Miraflores Locks Elevate the Panama Canal's Ships

May 11, 2012
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Although not the most natural of attractions in Central America, the Miraflores Locks are still an important part of society in Panama and have important implications there. It is hard to imagine a time before the Panama Canal, even though it was not too long ago that it was dug out. Finished in the early 20th century, it forever changed the face of shipping in North and South America. Locks are a crucial aspect of the canal, lifting ships up 85 feet to the main elevation of the canal. At the time, they were the greatest works of engineering ever to be undertaken, along with the other ingenious solutions those who worked on the canal came up with. The Miraflores Locks are one aspect of the canal that offer several interesting mechanisms to improve the ease of transporting cargo while also saving water.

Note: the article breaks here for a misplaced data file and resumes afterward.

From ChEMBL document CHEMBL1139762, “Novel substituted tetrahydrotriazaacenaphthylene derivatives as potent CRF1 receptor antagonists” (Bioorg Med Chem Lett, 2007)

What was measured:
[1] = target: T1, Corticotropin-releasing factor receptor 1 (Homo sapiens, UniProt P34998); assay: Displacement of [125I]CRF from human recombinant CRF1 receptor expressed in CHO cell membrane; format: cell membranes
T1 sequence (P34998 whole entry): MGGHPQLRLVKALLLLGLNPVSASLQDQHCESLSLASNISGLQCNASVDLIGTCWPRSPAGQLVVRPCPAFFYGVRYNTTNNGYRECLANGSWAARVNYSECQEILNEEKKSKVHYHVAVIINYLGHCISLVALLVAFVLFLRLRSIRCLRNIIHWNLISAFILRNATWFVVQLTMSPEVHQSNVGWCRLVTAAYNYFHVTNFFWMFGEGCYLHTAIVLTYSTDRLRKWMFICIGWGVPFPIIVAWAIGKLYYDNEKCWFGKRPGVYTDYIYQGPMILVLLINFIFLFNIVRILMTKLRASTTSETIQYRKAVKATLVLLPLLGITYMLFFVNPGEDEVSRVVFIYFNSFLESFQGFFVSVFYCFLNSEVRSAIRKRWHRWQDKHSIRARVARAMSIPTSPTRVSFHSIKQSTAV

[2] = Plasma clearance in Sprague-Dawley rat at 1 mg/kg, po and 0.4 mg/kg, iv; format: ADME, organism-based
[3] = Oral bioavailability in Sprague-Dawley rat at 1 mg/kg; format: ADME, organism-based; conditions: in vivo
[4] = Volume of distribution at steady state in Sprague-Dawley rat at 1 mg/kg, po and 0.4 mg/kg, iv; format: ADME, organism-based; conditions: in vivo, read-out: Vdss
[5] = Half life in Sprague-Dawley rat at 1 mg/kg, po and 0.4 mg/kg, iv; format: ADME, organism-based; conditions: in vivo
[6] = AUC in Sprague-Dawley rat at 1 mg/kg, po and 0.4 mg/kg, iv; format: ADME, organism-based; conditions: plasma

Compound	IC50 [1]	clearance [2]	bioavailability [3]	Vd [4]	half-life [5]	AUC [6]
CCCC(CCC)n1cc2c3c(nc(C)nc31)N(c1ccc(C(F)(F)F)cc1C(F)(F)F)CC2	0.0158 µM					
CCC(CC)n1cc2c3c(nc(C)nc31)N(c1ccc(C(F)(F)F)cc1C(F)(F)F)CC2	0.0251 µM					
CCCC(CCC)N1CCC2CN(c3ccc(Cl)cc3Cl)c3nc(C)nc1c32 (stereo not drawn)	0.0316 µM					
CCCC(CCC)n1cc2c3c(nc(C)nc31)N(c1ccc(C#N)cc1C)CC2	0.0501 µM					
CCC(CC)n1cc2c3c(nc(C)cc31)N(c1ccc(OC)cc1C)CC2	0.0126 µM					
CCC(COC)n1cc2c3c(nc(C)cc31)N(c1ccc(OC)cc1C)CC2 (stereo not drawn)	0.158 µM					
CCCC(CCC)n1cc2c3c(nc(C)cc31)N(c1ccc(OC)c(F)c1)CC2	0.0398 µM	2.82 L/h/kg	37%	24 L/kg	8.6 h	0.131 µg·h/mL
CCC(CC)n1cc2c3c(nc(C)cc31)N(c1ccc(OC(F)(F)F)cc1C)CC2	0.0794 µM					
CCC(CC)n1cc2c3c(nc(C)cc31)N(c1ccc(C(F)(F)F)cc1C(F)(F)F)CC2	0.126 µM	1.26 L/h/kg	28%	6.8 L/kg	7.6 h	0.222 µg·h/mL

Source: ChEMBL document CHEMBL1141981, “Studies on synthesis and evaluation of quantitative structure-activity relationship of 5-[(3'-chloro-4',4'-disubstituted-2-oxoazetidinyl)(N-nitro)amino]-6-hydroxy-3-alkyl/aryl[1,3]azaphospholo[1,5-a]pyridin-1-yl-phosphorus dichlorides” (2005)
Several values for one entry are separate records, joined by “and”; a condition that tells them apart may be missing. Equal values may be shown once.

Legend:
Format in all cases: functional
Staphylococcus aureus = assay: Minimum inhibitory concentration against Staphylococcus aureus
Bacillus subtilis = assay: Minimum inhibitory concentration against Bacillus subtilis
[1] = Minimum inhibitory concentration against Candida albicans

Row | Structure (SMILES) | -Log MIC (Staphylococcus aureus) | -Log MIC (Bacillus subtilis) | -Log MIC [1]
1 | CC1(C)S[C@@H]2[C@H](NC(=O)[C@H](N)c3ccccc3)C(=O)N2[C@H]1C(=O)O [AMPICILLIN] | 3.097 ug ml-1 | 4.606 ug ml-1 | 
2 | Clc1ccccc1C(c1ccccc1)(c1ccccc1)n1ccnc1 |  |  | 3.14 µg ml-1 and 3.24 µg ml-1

The Miraflores Locks comprise a two-step set of locks on the Pacific side of the canal. Each lock chamber except for the lower locks has a set of intermediate gates. This allows smaller ships to pass through, reducing the size of the chamber and conserving water.


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